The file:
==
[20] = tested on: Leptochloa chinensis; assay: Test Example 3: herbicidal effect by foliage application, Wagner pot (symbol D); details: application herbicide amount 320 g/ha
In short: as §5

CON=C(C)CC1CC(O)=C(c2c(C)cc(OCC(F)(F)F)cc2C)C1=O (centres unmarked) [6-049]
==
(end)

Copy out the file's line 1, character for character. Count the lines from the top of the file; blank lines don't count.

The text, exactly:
[20] = tested on: Leptochloa chinensis; assay: Test Example 3: herbicidal effect by foliage application, Wagner pot (symbol D); details: application herbicide amount 320 g/ha